Lot of people don’t understand the need for diversification. If they did, they wouldn’t go and buy houses or land spending tens of lakhs of Rupees, being in debt for 25-30 years paying EMI. I am not against getting your own home to live in, but there are people who think real estate is the best investment and keep buying more houses, believing they can get rental income from it.

These are the people who have more than 80% of their net worth in real estate. If it is not real estate, it will be gold or fixed deposits. I don’t have a problem in investing in different asset classes, I even suggest that you should spread your money in different investments. That is what most of the financial planners also say.

How you split the investment should be based on your long-term goals and not how many apartments or gold jewellery your neighbour or relative has. If you are a young investor, you should have majority of your investments in equity and a very small amount in debt/gold. If you absolutely need to buy a house for living, remember to also invest a sizeable amount into equity, so that you begin saving enough for your retirement or your kid’s education.

Diversification in Stocks

The concept of diversification can be applied to individual stocks or sectors too. If you invest directly in equities and you keep buying just one specific share, you are putting all your eggs in that particular company. If that company faces a problem, no one can save you and all your capital can be erased within a few days.

But you may say that you invest only in large cap stocks and these are the companies that can never go down, right? Wrong. Have you heard of Satyam? Hindustan Motors? and literally hundreds of such big companies that tanked either in a few days or over the years. Anything can happen to any company at any time. In the case of Satyam, it was the problem with the Chairman and in case of Hindustan Motors they failed to innovate and it is almost wiped out.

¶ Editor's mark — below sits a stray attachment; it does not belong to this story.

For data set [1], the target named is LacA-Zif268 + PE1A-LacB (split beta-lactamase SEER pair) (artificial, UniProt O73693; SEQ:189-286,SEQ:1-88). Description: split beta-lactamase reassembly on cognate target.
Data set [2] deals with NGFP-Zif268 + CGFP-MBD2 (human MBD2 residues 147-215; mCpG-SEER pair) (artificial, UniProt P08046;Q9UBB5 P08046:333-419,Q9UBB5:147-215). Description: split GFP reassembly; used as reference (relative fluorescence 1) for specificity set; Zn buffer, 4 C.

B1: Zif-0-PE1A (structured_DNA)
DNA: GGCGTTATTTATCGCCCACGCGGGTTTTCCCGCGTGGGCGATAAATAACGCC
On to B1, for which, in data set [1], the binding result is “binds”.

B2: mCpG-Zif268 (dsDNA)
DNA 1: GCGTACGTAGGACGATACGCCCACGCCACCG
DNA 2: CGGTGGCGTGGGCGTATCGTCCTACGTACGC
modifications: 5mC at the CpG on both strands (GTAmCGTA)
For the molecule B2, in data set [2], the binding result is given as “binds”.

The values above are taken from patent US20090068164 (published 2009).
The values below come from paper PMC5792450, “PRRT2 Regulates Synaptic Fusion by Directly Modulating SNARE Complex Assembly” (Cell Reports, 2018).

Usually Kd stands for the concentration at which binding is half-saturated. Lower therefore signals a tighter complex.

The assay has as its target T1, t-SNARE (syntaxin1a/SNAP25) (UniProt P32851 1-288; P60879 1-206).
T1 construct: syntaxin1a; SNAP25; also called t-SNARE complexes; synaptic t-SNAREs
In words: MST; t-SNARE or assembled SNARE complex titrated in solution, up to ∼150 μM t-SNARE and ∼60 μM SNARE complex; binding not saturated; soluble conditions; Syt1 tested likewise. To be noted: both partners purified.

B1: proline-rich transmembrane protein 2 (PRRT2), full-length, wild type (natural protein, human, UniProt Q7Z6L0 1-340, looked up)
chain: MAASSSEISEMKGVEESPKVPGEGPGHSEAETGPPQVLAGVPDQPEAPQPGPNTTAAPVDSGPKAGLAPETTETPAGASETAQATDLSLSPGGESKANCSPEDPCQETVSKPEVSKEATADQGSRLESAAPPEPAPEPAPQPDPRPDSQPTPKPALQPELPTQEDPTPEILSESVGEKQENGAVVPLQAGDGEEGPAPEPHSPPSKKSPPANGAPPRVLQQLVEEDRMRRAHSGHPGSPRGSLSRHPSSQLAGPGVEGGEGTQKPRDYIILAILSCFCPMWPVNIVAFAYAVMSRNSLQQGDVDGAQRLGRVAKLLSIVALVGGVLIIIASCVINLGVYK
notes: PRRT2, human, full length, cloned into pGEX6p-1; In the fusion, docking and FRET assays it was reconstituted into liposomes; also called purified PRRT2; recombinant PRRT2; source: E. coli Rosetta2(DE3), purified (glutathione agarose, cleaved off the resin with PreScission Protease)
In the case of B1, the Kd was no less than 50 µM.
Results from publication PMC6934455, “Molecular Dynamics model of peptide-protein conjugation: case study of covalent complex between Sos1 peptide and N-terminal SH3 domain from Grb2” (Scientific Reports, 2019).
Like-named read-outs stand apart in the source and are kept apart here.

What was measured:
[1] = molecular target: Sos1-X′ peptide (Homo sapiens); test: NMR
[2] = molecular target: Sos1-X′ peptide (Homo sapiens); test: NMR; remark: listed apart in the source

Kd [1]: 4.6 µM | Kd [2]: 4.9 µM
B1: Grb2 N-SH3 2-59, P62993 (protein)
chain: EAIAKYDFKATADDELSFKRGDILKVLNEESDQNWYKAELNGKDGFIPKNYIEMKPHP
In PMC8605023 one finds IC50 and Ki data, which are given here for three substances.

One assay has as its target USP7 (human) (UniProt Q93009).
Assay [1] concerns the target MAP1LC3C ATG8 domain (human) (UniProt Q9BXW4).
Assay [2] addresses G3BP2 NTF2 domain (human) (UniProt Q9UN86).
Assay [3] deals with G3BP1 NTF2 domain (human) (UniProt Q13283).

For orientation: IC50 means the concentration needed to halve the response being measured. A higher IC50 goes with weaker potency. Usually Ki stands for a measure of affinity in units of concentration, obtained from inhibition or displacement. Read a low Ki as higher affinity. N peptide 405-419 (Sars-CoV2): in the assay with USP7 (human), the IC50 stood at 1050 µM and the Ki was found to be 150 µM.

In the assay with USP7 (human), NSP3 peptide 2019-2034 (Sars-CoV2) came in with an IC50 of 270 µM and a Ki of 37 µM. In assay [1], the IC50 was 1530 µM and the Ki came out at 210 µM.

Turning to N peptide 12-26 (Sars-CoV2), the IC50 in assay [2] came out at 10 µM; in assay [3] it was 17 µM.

Diversification in Sectors

So, now you may say, “Ok. Instead of buying just one company, let me buy all the companies in a particular sector.” That is also equally risky. Whenever bad luck comes, there is a high possibility it comes for the entire sector. Public sector companies, real estate, infrastructure, sugar are some of the examples that are down for many years now. If you invested in a single sector – say real estate, you would have gotten zero returns or even negative returns overall.

When a particular sector like real estate gives you negative returns, there will be other sectors, like Pharma or IT till 2013 which outperformed. Collectively all these sectors would save you from any adverse effects of a particular policy decision (or lack of) in a sector – like sugar or mining or power. That is why you should always spread your investments across sectors.

Diversification in Size

This is also important. You can play safe and invest in only large cap stocks. But large cap stocks can only grow unto a certain limit. If you need returns more than that, you would have to invest in mid-cap or small-cap stocks. While they are more risky and can be more volatile than large-cap stocks, in case of a bull market, they can give you much higher returns on your portfolio